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MRQE Top Critic

The Sweet Hereafter

(review...)

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This biographical account of J.R.R. Tolkien’s formative years requires a little bit of patience, but it offers some inspirational rewards in return.

In a Hole in the Ground…

J.R.R. Tolkien (Nicholas Hoult)
J.R.R. Tolkien (Nicholas Hoult)

While John Ronald Reuel Tolkien attended King Edwards’ secondary school in Birmingham, England, he became a founding member of the Tea Club and Barrovian Society. Nattily dressed in ties, vests and sportscoats during their meetings in Barrows’ tea room, the young men would talk about poetry, music, painting and linguistics while back home their parents would pester them about becoming lawyers or accountants. The goal of this small clique of friends was much grander: to change the world through the power of art.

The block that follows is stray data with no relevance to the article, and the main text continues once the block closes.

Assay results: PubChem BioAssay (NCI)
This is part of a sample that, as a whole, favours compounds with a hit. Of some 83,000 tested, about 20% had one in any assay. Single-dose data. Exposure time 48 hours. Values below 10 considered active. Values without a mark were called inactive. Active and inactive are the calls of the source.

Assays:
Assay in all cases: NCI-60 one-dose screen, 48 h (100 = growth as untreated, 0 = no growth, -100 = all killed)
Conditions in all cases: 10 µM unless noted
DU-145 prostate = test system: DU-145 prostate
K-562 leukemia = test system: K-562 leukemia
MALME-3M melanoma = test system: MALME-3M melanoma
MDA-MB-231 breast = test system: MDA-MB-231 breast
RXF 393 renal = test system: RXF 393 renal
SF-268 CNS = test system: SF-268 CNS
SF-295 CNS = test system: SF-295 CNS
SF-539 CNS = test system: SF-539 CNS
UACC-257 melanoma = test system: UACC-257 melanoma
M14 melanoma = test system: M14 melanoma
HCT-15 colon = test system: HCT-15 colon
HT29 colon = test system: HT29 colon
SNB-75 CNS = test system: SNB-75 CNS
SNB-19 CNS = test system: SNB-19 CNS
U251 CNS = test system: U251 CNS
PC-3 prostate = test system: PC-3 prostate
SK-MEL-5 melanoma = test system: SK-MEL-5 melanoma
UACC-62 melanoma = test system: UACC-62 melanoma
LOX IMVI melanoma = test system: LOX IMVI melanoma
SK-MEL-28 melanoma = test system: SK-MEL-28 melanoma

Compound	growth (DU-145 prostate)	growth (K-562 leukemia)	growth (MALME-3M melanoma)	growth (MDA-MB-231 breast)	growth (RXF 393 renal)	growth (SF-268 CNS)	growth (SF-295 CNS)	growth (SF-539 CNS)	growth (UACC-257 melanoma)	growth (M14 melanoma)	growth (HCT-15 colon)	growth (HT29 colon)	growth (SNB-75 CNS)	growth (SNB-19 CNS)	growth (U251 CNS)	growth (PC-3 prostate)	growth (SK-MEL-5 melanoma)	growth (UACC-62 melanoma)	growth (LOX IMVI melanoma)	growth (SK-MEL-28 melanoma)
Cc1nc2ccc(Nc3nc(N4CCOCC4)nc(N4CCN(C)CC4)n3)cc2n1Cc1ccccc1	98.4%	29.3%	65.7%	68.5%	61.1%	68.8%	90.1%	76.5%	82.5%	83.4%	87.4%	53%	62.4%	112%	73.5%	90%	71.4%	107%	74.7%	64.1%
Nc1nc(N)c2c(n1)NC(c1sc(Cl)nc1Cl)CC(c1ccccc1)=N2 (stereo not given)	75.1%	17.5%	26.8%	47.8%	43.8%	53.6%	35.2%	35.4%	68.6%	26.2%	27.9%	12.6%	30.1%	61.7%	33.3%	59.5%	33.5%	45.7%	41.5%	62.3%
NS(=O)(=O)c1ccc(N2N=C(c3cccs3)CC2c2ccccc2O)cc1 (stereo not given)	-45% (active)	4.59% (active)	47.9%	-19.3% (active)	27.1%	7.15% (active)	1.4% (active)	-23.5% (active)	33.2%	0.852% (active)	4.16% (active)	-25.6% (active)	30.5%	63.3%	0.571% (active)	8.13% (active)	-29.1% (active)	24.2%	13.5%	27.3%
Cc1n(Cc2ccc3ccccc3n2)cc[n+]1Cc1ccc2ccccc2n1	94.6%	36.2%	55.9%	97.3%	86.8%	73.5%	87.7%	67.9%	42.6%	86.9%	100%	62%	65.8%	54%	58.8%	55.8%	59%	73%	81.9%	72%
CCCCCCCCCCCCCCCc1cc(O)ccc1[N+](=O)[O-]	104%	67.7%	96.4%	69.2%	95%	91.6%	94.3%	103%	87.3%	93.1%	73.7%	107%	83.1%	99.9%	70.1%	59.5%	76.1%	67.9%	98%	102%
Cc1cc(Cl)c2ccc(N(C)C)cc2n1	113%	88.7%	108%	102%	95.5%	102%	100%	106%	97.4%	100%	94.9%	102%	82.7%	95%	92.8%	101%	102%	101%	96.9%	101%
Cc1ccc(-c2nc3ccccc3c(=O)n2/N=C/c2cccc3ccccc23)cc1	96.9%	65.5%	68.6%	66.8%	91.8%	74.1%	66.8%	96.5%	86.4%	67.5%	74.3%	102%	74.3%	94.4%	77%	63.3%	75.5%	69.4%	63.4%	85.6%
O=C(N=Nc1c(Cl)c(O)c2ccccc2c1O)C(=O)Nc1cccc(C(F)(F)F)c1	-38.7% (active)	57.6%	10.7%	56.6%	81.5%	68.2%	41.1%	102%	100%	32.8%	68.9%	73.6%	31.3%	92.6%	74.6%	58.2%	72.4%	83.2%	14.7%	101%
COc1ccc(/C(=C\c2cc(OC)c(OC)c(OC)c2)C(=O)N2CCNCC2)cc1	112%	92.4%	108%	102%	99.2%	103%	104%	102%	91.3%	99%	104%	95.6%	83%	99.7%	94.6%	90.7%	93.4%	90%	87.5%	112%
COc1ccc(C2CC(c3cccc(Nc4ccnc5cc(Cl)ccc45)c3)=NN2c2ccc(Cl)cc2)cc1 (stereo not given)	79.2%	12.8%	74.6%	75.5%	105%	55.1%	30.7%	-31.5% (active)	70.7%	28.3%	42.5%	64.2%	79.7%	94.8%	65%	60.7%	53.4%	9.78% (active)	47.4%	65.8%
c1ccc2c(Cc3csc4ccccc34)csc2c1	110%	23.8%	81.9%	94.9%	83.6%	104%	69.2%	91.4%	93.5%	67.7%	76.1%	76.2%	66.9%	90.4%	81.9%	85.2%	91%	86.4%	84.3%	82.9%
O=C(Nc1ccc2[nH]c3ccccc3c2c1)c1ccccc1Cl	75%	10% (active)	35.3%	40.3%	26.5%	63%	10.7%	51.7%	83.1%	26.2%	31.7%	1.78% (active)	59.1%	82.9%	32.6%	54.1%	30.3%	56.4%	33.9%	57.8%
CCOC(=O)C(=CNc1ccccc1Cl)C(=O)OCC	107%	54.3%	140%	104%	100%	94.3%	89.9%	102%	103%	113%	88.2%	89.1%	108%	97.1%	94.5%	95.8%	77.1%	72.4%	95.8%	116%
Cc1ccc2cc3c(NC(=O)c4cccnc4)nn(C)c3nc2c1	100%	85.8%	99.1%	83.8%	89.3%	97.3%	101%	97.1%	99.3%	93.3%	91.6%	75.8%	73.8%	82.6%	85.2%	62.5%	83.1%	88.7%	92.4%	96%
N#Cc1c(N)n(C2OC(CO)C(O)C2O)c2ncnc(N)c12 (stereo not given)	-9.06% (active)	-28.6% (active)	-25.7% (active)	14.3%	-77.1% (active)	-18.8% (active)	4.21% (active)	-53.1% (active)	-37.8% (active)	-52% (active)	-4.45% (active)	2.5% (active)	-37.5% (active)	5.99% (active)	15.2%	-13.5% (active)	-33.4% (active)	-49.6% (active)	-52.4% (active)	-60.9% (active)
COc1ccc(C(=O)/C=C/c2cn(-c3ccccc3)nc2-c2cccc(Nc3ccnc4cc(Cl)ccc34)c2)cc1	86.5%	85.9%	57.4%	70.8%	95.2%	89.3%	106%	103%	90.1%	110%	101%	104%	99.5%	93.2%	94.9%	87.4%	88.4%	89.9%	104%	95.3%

The T.C.B.S. was more than 100 years ago and yet J.R.R. Tolkien’s works have never been more popular than they are now. Peter Jackson turned his most beloved books, The Hobbit and The Lord of the Rings trilogy, into expansive big-screen movies that tallied nearly $6 billion at the box office worldwide. And in 2017, Amazon struck a $250 million deal with Tolkien’s estate to secure the rights to a 5-year series for its streaming service based on Tolkien’s fantasies.

That’s a staggering feat for a lad whose childhood was so impecunious his mother used the million-dollar word as a sort of vocabulary lesson during his home schooling. Tolkien’s achieved an unexpected level of immortality — and he’s changed the world through his art.